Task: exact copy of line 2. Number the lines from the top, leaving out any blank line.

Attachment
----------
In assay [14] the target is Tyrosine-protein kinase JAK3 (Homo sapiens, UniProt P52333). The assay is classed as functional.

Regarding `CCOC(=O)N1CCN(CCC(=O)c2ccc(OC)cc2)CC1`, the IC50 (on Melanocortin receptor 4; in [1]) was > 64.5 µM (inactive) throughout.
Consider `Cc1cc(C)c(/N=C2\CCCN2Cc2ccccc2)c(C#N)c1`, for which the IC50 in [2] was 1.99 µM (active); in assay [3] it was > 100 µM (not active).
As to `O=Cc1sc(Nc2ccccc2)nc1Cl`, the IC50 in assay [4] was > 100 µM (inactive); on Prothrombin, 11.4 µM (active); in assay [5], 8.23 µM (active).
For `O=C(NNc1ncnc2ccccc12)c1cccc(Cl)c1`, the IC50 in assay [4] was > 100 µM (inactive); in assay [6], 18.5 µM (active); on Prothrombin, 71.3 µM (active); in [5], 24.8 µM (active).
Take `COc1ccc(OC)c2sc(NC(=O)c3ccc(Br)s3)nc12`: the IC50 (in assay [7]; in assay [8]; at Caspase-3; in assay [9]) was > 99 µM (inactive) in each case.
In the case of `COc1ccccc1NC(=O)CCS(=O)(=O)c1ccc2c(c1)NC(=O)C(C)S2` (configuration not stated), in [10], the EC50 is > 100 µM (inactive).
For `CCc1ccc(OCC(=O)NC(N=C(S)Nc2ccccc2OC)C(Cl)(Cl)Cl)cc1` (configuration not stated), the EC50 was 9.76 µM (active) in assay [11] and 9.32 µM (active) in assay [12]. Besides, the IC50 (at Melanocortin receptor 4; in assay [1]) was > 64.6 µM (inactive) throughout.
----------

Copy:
Regarding `CCOC(=O)N1CCN(CCC(=O)c2ccc(OC)cc2)CC1`, the IC50 (on Melanocortin receptor 4; in [1]) was > 64.5 µM (inactive) throughout.